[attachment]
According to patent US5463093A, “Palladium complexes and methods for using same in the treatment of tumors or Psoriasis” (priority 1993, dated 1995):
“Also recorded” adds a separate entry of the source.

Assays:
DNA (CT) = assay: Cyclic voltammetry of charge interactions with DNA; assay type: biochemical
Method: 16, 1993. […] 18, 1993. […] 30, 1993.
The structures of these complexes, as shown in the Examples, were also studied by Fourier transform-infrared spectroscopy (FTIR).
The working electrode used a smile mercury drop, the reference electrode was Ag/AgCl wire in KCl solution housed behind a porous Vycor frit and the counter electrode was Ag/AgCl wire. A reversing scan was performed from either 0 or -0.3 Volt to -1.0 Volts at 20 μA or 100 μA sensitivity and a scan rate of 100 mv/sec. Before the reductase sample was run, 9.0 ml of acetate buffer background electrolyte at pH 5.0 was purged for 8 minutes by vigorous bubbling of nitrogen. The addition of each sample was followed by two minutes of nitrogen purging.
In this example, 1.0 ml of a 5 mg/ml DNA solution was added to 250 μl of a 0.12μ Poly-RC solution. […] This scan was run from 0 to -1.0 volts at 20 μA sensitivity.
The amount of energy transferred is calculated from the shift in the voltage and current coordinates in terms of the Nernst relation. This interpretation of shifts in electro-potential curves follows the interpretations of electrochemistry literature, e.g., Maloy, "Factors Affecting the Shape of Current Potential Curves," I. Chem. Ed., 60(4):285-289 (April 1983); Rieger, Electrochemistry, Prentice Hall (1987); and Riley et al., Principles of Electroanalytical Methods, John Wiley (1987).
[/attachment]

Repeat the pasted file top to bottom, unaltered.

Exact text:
According to patent US5463093A, “Palladium complexes and methods for using same in the treatment of tumors or Psoriasis” (priority 1993, dated 1995):
“Also recorded” adds a separate entry of the source.

Assays:
DNA (CT) = assay: Cyclic voltammetry of charge interactions with DNA; assay type: biochemical
Method: 16, 1993. […] 18, 1993. […] 30, 1993.
The structures of these complexes, as shown in the Examples, were also studied by Fourier transform-infrared spectroscopy (FTIR).
The working electrode used a smile mercury drop, the reference electrode was Ag/AgCl wire in KCl solution housed behind a porous Vycor frit and the counter electrode was Ag/AgCl wire. A reversing scan was performed from either 0 or -0.3 Volt to -1.0 Volts at 20 μA or 100 μA sensitivity and a scan rate of 100 mv/sec. Before the reductase sample was run, 9.0 ml of acetate buffer background electrolyte at pH 5.0 was purged for 8 minutes by vigorous bubbling of nitrogen. The addition of each sample was followed by two minutes of nitrogen purging.
In this example, 1.0 ml of a 5 mg/ml DNA solution was added to 250 μl of a 0.12μ Poly-RC solution. […] This scan was run from 0 to -1.0 volts at 20 μA sensitivity.
The amount of energy transferred is calculated from the shift in the voltage and current coordinates in terms of the Nernst relation. This interpretation of shifts in electro-potential curves follows the interpretations of electrochemistry literature, e.g., Maloy, "Factors Affecting the Shape of Current Potential Curves," I. Chem. Ed., 60(4):285-289 (April 1983); Rieger, Electrochemistry, Prentice Hall (1987); and Riley et al., Principles of Electroanalytical Methods, John Wiley (1987).